US History - 20th Century
Subject:
Politics-United States Foreign Policy
Edition Description:
Hardback
Publication Date:
20120231
Binding:
HARDCOVER
Grade Level:
from 12
Language:
English
Pages:
368
Dimensions:
9.25 x 6.13 in 1 lb
Age Level:
from 18

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History and Social Science » Politics » Covert Government and Conspiracy Theory
History and Social Science » Politics » General
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History and Social Science » US History » 20th Century » General
Reference » Science Reference » Technology

The Emergency State: America's Pursuit of Absolute Security at All Costs Used Hardcover
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Product details 368 pages Penguin Press - English 9781594203244 Reviews:
"Publishers Weekly Review" by , "Unger, a longtime member of the editorial board of the New York Times, surveys 70 years of American security policy in this provocative jeremiad. The author contends that modern defense policy, characterized by a 'secretive, unaccountable emergency state' and defined by an 'overreaching doctrine of global containment' in a permanent global war on terror, is not only unconstitutional but also obsolete and counterproductive. 'Originally designed to wage hot war against Nazi Germany and cold war against Soviet-led international Communism' and developed by 13 presidential administrations — from FDR to Barack Obama — the emergency state has in fact made us more vulnerable. Unger further argues that the emergency state has trampled civil liberties, contributed to the deindustrialization of America, alienated the rest of the world, and prevented action on problems like global warming. The author concludes that only 'a grass roots democratic revival' can sweep away the bipartisan emergency state, but he is light on the details. He does offer 10 proposals, including restricting the executive's war-making powers and implementing universal military training, as baseline reforms. Unger's broad indictment of defense policy — bipartisan if not nonpartisan — is sure to spark considerable and worthy debate." Publishers Weekly Copyright PWxyz, LLC. All rights reserved.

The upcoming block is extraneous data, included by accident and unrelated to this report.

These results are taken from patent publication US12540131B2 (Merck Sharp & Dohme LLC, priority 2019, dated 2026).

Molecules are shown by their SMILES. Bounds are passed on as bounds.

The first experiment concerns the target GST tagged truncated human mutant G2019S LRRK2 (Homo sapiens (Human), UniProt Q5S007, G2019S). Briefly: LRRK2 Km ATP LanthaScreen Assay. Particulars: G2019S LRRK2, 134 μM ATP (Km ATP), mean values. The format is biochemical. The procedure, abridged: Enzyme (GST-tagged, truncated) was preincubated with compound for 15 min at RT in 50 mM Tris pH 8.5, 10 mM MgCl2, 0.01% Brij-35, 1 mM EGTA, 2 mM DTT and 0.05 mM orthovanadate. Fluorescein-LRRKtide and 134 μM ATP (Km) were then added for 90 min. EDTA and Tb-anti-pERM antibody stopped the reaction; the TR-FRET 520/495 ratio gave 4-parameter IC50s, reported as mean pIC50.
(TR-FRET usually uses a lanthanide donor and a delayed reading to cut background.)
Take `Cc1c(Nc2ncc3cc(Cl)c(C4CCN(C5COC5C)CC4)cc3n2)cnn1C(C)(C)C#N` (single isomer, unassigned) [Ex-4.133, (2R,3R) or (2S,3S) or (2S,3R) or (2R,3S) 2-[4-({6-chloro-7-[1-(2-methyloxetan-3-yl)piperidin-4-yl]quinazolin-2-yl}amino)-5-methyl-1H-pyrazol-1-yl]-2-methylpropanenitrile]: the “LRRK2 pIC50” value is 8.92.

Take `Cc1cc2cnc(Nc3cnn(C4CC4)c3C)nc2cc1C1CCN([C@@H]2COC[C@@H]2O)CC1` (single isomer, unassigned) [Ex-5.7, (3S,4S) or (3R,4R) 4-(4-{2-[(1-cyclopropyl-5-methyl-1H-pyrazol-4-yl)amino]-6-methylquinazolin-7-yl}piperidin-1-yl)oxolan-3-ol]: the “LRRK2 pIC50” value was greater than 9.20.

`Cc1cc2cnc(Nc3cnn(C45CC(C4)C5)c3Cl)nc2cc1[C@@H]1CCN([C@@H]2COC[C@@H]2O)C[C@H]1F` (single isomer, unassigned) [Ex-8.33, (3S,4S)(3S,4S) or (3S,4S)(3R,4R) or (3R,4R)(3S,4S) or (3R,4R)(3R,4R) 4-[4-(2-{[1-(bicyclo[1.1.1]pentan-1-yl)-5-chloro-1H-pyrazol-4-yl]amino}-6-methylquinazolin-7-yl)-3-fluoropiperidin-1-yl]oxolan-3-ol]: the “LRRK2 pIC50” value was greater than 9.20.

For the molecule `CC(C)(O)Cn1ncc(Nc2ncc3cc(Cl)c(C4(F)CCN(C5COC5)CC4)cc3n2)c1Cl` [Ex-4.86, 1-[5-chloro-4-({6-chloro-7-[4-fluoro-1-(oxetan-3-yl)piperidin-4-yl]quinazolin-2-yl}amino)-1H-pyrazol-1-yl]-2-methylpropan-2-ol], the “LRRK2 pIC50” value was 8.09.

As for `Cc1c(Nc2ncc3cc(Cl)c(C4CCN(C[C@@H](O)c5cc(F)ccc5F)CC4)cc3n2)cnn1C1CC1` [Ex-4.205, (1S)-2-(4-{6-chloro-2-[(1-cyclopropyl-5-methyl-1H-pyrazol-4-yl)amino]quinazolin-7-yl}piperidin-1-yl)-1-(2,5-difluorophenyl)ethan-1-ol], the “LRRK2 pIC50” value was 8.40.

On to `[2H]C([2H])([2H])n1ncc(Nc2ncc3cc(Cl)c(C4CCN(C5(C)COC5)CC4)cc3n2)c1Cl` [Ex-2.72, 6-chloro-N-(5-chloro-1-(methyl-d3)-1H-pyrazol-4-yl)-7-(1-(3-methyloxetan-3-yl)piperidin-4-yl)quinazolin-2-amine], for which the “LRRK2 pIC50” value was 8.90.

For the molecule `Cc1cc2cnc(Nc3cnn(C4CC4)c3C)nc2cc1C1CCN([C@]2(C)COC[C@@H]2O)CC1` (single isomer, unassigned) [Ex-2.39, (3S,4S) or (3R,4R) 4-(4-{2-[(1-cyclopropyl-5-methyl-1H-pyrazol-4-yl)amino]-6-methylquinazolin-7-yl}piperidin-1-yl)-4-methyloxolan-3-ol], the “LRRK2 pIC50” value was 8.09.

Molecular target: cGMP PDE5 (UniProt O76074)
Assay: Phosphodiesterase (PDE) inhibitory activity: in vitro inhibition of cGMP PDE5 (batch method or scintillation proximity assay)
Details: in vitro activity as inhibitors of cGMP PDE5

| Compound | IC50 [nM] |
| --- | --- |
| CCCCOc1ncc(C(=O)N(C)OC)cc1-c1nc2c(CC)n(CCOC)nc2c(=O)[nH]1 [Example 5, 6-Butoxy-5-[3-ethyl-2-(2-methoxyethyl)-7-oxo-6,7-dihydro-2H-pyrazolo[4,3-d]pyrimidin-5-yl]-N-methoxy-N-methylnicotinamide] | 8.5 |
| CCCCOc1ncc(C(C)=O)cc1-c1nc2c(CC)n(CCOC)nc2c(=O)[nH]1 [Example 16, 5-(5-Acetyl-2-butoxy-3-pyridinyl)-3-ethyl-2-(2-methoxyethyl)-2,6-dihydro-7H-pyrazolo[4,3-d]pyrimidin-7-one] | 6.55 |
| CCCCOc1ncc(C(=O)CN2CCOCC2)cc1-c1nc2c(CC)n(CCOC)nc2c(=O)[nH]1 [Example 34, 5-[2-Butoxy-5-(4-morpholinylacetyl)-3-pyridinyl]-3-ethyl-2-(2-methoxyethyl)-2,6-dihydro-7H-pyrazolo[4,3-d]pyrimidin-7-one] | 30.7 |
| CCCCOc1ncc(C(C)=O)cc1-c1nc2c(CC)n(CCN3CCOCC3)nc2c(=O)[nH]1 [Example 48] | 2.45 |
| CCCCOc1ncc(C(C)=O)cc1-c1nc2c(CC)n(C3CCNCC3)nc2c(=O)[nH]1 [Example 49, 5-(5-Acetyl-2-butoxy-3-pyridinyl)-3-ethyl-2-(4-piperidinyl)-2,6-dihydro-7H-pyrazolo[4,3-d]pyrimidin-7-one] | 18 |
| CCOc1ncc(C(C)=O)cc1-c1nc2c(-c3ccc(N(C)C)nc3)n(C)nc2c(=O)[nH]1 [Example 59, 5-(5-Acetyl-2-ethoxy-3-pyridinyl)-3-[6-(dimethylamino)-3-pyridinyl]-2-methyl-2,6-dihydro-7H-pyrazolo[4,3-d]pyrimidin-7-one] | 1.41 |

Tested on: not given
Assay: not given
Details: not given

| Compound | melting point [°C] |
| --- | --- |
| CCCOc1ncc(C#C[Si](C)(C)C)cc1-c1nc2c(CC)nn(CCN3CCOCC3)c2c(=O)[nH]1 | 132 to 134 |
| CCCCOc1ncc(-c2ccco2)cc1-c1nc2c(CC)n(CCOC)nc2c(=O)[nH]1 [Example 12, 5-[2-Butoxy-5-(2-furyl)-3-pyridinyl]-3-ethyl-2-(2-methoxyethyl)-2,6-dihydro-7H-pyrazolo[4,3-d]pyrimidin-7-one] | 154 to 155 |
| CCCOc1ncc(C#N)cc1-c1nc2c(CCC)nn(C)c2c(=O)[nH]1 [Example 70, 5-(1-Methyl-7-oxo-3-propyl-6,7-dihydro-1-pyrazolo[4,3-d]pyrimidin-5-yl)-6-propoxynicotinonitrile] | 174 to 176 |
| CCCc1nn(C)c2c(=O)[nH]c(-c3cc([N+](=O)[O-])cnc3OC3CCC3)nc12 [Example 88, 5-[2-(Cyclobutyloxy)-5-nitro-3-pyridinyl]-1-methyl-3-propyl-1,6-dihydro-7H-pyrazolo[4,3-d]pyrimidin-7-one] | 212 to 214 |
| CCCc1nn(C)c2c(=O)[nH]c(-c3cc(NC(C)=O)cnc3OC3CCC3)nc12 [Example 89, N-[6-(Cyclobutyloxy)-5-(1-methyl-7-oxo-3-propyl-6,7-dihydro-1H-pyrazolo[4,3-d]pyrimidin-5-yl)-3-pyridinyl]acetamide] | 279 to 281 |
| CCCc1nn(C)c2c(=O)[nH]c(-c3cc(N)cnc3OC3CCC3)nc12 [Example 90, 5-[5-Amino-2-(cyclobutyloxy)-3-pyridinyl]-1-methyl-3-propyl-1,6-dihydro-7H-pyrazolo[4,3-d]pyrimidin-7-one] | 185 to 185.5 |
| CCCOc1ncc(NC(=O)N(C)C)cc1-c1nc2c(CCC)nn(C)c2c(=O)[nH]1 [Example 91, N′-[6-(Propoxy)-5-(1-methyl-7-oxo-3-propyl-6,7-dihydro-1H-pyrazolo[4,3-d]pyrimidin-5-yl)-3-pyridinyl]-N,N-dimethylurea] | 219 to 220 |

"Synopsis" by ,
From the New York Timess veteran foreign policy editorialist, a lucid analysis of the harm caused by Americas increasingly misdirected national security state

America is trapped in a state of war that has consumed our national life since before Pearl Harbor. Over seven decades and several bloody wars, Democratic and Republican politicians alike have assembled an increasingly complicated, ineffective, and outdated network of security services. Yet this pursuit has not

only damaged our democratic institutions and undermined our economic strengths; it has fundamentally failed to make us safer.